Latest Tech & Science News

  • Schiaparelli Mars probe crash-landed, may have exploded, says ESA

    Tech & Science CBC News
    Images taken by a NASA Mars orbiter indicate that a missing European space probe was destroyed on impact after plummeting to the surface of the Red Planet from a height of two to four kilometres, the European Space Agency said on Friday. Source
  • European Space Agency says Mars probe may have exploded

    Tech & Science CTV News
    BERLIN -- The European Space Agency says its experimental Mars probe crash-landed and may have exploded when it hit the surface of the red planet Wednesday. NASA's Mars Reconnaissance Orbiter has taken pictures showing a black spot in the area where the craft, called Schiaparelli, was meant to land. Source
  • Facebook removes breast cancer video, citing 'inappropriate' content

    Tech & Science CTV News
    Facebook is under fire for removing a cartoon breast cancer awareness video due to “inappropriate” content. The video, posted by the Swedish Cancer Society, demonstrated how to perform a self-breast exam with round pink circles mimicking breasts. Source
  • Cincinnati Zoo rejoins Twitter following Harambe controversy

    Tech & Science CTV News
    In this May 30, 2016 file photo, Alesia Buttrey, of Cincinnati, holds a sign with a picture of the gorilla Harambe during a vigil in his honour outside the Cincinnati Zoo & Botanical Garden, in Cincinnati. (AP Photo/John Minchillo, File) Source
  • U.S. internet disrupted as key firm gets hit by cyberattack

    Tech & Science CTV News
    LONDON -- There have been reports of internet disruption across the East Coast of the United States after a key firm was hit by a cyberattack. New Hampshire-based Dyn said its server infrastructure was hit by a distributed denial-of-service attack, which works by overwhelming targeted machines with malicious electronic traffic. Source
  • Major websites down in U.S. East Coast after suspected cyberattack

    Tech & Science CBC News
    Some major internet companies suffered service disruptions on Friday due to what internet infrastructure provider Dyn said was an ongoing interruption of its network mainly impacting the U.S. East Coast. But as of about 9:36 a.m. Source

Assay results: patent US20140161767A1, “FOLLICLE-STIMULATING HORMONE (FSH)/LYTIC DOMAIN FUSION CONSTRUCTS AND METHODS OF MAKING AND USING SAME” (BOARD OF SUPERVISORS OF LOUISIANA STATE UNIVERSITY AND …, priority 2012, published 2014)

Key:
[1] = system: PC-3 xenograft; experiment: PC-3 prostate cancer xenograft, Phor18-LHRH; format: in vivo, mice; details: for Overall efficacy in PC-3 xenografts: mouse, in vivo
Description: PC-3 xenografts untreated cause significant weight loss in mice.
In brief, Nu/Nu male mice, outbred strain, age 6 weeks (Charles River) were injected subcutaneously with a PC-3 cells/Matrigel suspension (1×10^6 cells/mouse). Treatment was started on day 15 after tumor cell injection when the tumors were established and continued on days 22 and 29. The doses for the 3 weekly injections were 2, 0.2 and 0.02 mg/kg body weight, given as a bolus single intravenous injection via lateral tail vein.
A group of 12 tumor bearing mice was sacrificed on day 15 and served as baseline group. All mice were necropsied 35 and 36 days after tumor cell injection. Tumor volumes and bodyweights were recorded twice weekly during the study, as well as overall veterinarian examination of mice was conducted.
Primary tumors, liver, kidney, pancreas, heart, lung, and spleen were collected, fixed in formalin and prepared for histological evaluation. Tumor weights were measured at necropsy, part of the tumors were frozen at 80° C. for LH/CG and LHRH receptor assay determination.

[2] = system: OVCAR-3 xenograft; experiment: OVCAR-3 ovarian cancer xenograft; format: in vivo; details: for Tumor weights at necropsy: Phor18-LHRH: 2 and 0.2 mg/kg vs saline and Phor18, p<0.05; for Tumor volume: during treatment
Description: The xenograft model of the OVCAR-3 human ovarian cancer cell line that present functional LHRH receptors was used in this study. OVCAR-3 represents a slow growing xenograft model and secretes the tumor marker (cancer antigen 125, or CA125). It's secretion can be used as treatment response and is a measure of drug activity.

• How to watch the Orionid meteor shower Friday night

    Tech & Science CTV News
    Stargazers will be able to catch the annual Orionid meteor shower on Friday night during its second night of a two-day peak but unfavourable conditions could make it difficult to see. According to NASA, the best time to catch a glimpse of the meteor shower is a few hours before dawn when the sky is the darkest. Source
  • Russians seek answers to central Moscow GPS anomaly

    Tech & Science CTV News
    MOSCOW - Joggers, taxi drivers, players of Pokemon Go and senior Russian officials are seeking answers as to why mobile phone apps that use GPS are malfunctioning in central Moscow. A programmer for Russian internet firm Yandex, Grigory Bakunov, said Thursday that his research showed a system for blocking GPS was located inside the Kremlin, the heavily-guarded official residence of Russian President Vladimir Putin. Source
  • Calgary Zoo opens Canada's 1st greater sage-grouse breeding facility

    Tech & Science CBC News
    There's some good news for one of Canada's most endangered birds. The Calgary Zoo has just opened the first captive breeding facility in the country to help restore the greater sage-grouse population, which experts estimate has fallen below 400 individuals. Source
  • Mystery flares: Edmonton astronomer stumped by his own discovery

    Tech & Science CBC News
    For Edmonton astronomer Gregory Sivakoff, the sight of never-before-seen explosions in space was the find of a lifetime. In two galaxies not so far away, researchers have uncovered two mysterious objects that erupt with powerful X-rays. Source